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Professional Exchanges

US Performers in China

To perform in China, foreign performing individuals or troupes first need to find a local art agency, company or government organization as their sponsor. When the two parties agree to a performance arrangement after initial discussions, they should sign a letter of intent to confirm the basic agreement that has been reached. After the two sides have worked out details (time and place of tour, number of visitors, and respective responsibilities of the two parties, etc.), they need to sign a contract.

The sponsor may then send a letter of invitation to the invitees, which they will need to apply for Chinese visas (the sponsor should pre-clear all performers' names with the consulate where they will apply, and will need dates of birth and passport number, issue date and expiration date for all performers). In the meantime, the local sponsor will submit an application, including the signed contract, to the Ministry of Culture for official approval of the planned performing tour. The approval process may take a few weeks as the documents have to move from one department to another in the Ministry.

Three Categories of Performing Arts Agencies/Companies

Category 1 has government authorization both to send Chinese performers abroad on performing tours and to sponsor foreign performing troupes in China. There are twenty-four such agencies/companies in Beijing. Many of them were founded with support by or affiliation to a government institution. Some of them are no longer very active nowadays. Performing arts agencies/companies represented by China Performing Arts Agency (CPAA) and China National Culture and Art Company operate under the Ministry of Culture. Agencies/companies under provincial or municipal cultural bureaus belong to this category. The major difference between CPAA and other agencies of this category is that CPAA, as a government-funded agency, has the responsibility to implement cultural exchanges under government agreements while also doing commercial programs.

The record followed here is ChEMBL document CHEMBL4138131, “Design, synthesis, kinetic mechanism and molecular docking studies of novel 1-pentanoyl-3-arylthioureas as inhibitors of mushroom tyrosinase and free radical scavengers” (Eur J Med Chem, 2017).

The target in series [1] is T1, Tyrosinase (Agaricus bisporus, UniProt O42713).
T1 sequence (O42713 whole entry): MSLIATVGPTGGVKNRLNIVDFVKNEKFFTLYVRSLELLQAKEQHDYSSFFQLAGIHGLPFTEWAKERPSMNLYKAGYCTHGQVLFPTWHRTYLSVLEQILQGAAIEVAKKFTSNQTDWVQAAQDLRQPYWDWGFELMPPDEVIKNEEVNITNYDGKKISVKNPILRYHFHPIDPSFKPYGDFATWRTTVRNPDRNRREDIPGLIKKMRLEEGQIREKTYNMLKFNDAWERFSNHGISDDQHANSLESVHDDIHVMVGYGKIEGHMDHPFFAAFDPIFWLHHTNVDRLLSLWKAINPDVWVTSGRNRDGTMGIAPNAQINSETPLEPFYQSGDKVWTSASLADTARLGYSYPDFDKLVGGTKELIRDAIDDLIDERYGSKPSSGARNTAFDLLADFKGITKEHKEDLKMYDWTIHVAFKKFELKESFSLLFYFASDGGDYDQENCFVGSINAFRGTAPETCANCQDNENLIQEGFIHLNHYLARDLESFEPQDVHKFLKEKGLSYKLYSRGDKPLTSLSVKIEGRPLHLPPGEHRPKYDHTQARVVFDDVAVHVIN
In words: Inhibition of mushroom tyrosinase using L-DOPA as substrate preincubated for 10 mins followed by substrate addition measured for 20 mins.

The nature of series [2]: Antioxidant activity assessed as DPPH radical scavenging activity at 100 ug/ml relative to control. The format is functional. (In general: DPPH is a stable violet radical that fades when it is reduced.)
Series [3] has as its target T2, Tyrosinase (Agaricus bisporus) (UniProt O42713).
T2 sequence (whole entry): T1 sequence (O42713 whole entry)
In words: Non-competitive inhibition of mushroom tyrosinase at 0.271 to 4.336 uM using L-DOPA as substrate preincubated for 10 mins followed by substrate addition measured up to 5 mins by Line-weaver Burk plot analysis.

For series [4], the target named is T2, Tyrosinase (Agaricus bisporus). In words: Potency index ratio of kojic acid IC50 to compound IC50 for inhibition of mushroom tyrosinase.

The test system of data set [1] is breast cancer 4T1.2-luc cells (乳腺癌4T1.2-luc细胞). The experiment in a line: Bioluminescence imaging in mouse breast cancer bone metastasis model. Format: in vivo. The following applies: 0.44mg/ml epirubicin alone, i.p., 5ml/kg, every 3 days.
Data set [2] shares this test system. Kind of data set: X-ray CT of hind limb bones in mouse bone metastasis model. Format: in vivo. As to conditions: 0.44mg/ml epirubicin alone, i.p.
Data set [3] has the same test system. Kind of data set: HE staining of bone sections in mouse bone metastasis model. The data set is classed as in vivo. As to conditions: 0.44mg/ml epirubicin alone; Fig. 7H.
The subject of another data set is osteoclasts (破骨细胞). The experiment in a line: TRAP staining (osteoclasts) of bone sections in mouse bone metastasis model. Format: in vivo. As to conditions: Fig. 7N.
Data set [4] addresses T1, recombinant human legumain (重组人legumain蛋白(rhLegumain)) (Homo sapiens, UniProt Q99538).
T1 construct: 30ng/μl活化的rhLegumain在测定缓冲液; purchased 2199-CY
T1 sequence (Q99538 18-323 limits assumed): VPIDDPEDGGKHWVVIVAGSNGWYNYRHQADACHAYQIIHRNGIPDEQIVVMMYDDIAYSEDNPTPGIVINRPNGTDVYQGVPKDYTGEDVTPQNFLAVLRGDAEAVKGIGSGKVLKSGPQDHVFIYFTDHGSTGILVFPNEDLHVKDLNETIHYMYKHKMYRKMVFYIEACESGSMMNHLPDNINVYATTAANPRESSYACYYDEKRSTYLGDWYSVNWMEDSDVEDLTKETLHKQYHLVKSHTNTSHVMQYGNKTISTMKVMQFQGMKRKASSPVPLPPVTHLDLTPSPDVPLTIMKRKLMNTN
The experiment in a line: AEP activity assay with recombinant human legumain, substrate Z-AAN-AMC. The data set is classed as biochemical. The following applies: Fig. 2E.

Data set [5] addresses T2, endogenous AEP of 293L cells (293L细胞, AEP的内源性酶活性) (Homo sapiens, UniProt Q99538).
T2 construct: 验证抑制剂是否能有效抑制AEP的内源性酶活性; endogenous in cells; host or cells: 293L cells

Category 2 refers to those performing agencies/companies that do not have direct government authorization to sponsor performing tours by foreign troupes. Some of them are affiliated to a government institution and undertake mainly non-profit cultural exchange programs. They may still receive some institutional support in carrying out these activities, but they are allowed and encouraged to undertake profit-making projects. Many of the private performing arts companies belong to this category. Many agencies/companies of this category are active in sponsoring performing tours by foreign individuals or troupes. Some of them have successfully brought performing troupes into and out of China. After entering into relationships with foreign individuals or troupes, they have to seek cooperation of one agency of category one in issuing invitation letters and submitting applications to the Ministry of Culture.

Category 3 refers to those agencies/companies that have no authorization to undertake performances by foreign individuals or troupes. They may sponsor performances by Chinese nationals in China only.

All the above three categories of arts agencies/companies have interests in sponsoring performances by foreign performing artists. It is widely recognized, however, that most of the category one performing agencies/companies are stronger in terms of funds, human resources, experience and government support in sponsoring performing tours by bigger foreign troupes. In cases where these agencies take the initiative to invite a foreign art troupe to perform in China, government approval is almost pro forma. Performing arts agencies/companies of category two are still growing in number in China. Usually small, they are quite efficient and flexible. However, consideration should be given to the possibility of tour cancellation due to approval, financial or other administrative problems.


Planning of a performance tour of China by big troupes may take a full year or even longer. Usually, the Chinese sponsor covers local board, lodging and transport and provides nominal per diem instead of paying performance fees. In most cases, the Chinese sponsoring organization books the hotels and buses for group tours. It is often necessary for American performing companies, bigger ones in particular, to raise funds to cover their international airfare and performance fees. It is advised that terms for performing tours be set out clearly in the contract.

How the Embassy Can Help

The Public Affairs Section of the American Embassy provides moral support and referrals when possible to cultural exchange programs between the U.S. and China. It is not in a position to assist with arrangements for specific programs, but may be able to put American performers in touch with organizations who can.

Whats Next?

American organizations communicating with their Chinese contacts are advised to tell them clearly what they would like to do, how they would like the Chinese organization to help, and what the American organization can offer in return. Americans proposing to present concerts in China should provide their Chinese contact with an audio or video tape of a representative performance and clear, attractive publicity materials that can be duplicated. Audio and video clips for TV and radio ads can be very effective. Chinese sponsoring organizations will need to help American guests with a number of logistical procedures, such as documents for visa applications and coordination with different sponsors in other cities so that required documents and internal travel are taken care of.